Nissan is developing a new way to combine the technologies used in rail travel and EVs.
East Japan Railway Company (JR East), one of the country’s leading rail providers, is trialling repurposed Nissan LEAF batteries in its crossings.
Railway crossings are essential for train operation and road safety – and to make sure they operate properly at all times, rail companies install emergency power supply units at each one.
Currently, these emergency power supply units use lead-acid batteries. However, efforts to replace these with repurposed LEAF batteries began in January 2021 at the Atago railway crossing on the Jōban Line, which runs through Minamisoma City in Fukushima Prefecture.
A Nissan LEAF’s lithium-ion battery retains 60 to 80 per cent of its electricity storage capacity at the end of its lifecycle in a car.
Therefore, by reusing used EV batteries, that remaining energy capacity can be directed elsewhere, such as into new replacement vehicle batteries or stationary batteries.
Nissan’s partner, 4R Energy Corporation, is responsible for this effort.
For Kaito Tochihara, assistant chief researcher at the East Japan Railway R&D centre, when it comes to emergency power supply, switching from lead-acid to repurposed EV lithium-ion batteries not only promotes sustainability, but also leads to improved performance from the battery itself.
“With lead-acid batteries,” he said, “we have to periodically visit railroad crossings to check the state of charge and any deterioration. However, with repurposed lithium-ion batteries, there is a control system attached, similar to an EV, so we can remotely check the battery’s status.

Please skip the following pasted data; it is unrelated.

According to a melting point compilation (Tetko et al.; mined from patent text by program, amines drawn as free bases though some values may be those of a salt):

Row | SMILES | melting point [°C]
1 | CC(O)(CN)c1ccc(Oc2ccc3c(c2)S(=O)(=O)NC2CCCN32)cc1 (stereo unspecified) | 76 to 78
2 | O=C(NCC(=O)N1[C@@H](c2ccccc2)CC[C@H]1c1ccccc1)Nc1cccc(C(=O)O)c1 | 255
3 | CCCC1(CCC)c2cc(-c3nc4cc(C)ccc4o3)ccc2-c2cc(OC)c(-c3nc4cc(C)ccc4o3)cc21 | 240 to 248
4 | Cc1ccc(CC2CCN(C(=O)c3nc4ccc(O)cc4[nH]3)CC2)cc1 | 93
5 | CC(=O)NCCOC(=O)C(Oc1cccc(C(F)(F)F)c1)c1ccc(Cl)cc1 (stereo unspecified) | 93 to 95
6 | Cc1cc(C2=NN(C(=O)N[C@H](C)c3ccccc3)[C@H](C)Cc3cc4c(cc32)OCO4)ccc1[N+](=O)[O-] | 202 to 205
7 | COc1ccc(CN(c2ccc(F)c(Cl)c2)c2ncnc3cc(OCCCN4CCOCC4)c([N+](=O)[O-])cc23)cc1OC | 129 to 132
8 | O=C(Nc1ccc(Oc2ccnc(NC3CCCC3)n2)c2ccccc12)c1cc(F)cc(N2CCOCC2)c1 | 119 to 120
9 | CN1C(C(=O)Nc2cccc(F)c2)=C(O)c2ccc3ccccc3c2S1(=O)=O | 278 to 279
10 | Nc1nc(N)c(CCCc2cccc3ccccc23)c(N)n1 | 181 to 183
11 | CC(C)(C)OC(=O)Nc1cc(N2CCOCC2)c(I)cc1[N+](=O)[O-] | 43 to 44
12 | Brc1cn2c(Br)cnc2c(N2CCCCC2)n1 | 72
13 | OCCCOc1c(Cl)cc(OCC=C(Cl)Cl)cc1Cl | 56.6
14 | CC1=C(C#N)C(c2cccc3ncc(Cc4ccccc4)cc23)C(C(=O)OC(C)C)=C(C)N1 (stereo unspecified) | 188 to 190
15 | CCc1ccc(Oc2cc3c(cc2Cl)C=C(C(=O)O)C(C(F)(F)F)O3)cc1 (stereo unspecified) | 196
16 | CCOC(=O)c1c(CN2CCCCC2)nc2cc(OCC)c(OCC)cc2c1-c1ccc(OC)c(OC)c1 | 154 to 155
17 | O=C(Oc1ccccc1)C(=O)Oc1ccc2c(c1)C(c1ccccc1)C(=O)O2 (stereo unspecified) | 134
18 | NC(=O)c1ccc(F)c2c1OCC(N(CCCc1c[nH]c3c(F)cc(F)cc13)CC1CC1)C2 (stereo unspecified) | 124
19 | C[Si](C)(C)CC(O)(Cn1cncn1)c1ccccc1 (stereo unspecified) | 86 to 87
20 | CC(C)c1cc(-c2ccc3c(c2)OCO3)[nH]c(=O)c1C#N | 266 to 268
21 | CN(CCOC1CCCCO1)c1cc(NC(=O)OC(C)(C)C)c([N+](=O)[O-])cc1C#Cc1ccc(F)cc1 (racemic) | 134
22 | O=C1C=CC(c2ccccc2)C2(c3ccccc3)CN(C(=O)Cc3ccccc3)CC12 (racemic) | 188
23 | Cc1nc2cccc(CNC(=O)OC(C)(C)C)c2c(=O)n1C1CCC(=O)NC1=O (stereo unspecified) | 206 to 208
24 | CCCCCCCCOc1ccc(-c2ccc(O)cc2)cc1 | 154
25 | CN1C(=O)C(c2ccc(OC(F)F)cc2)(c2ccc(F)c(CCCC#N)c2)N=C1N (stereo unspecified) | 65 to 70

“This should lead to improved maintenance standards. This system also enables preventative maintenance by informing us of the battery’s status before its voltage becomes too low.”
4R Energy Corporation became operational in 2010 – the same year as the Nissan LEAF launched. Anticipating the widespread adoption of EVs, the company’s aim was to make effective use of lithium-ion batteries after their service life in vehicles.
The Nissan LEAF, which is sold around the world, is designed to cope with various climates and conditions, of course. The same can be said for its lithium-ion EV battery.
This, Kinoshita says “is a strength suited for railroad crossings in harsh environments”.
The trials are now experiencing their first autumn. Tochihara is enthusiastic. He said: “In autumn there are lots of lightning storms and typhoons.
“We will continue to analyse battery performance, building on promising initial results. We will also use feedback from those who maintain the railroad crossings.”